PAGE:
Joe distinguished between ethical behavior and entrepreneurial spirit.
In my opinion, there is nothing unethical about a teacher being compensated for his work outside of the classroom. I do agree with Robert Lowry, the deputy director of the New York State Council of School Superintendents (who is quoted in the Times story), that districts should be compensated when their resources and materials are used. Likewise, teachers shouldn’t be uploading materials to eBay during class time. It is important as educators to maintain the integrity of our profession. Teachers teach, and that should be our sole focus throughout the school day. However, that doesn’t mean we don’t have a lot to offer the rest of the world after the final bell rings.
The material I create belongs to me. Contractually, I never signed a disclaimer where I waved personal ownership of my intellectual property. The article claimed, “The marketplace for educational tips and tricks is too new to have generated policies or guidelines in most places.” I don’t agree. For decades, professors from around the country have made a living off of the work they have published while employed on university time.
Joseph McDonald, a professor at New York University, was quoted by the Times as saying, “The online selling cheapens what teachers do and undermines efforts to build sites where educators freely exchange ideas and lessons.” A quick Google of Professor McDonald unveils that he has authored several publications…available online on Amazon. New York University is one of the most prestigious schools in the country. I hardly think his writing has cheapened the school’s reputation. I am disappointed that he feels it is wrong for others to share their work and be compensated for it, and yet at the same time, believes it is appropriate for him to do so in the same online environment that he condemned in the article.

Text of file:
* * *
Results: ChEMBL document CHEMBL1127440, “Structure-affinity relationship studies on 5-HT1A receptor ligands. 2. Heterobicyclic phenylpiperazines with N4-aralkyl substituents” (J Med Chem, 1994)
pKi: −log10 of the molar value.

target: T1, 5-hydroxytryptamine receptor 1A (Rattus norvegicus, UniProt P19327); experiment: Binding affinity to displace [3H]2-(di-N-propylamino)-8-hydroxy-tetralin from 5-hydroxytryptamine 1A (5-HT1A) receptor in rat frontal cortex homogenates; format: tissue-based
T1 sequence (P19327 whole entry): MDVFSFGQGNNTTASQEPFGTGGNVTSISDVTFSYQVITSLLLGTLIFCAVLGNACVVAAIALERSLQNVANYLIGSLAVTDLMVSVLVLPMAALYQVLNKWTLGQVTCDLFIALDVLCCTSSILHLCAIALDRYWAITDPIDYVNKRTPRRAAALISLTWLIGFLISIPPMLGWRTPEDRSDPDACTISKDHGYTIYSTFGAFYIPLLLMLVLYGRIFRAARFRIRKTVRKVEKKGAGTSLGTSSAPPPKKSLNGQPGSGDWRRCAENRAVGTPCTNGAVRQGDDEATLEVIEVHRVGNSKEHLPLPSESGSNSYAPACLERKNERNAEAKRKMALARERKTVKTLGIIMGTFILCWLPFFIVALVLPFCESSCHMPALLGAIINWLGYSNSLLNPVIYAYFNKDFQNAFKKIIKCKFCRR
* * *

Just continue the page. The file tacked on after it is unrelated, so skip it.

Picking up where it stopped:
Teachers who publish can provide meaningful content to help improve the learning process in classrooms and communities all across the nation. It concerns me that someone could find fault with that.
Bob followed up:
When the article mentioned a teacher who sold over $30,000 worth of lessons, I thought, “Good for her.” The district ownership issue is quite clear. The key term Joe used was “contractually.” Districts do not have intellectual property rights to teacher’s work unless it is a part of a contractual agreement.
That said, isolation is the disease that our profession is continuously battling. I strongly believe in freely sharing with colleagues in my school and my lateral support network. Collaboration is very powerful. Our profession will die without it. I would hope that lessons and assessments would be shared within departments and grade levels at all schools. Opening up our practice and allowing transparency is liberating and leads to professional growth.
There are two ways to look at the effect of the marketplace. On the one hand, it would be nice if teachers everywhere had free access to the best and latest curriculum resources. But when they are all offered for free, it actually may be harder to locate the best ideas. The banquet table seems covered with mediocre food. Perhaps a marketplace where lessons are shared and reviewed by users will allow really excellent lesson ideas to emerge and be recognized and rewarded—and this will encourage more teachers to refine their work and offer it to their peers. If they have spent 40 hours of work developing a set of plans, creating assignments, worksheets, assessments and a guiding plan for me, I think they have earned my ten dollars—and I have saved myself a lot of time.
I would hate to see the day when teachers within a school or district cease to support one another, or peddle lessons to one another across the hallway. But I think teachers ought to be able to sell their creative work on the internet, and to enjoy the rewards and recognition that our school systems so rarely offer.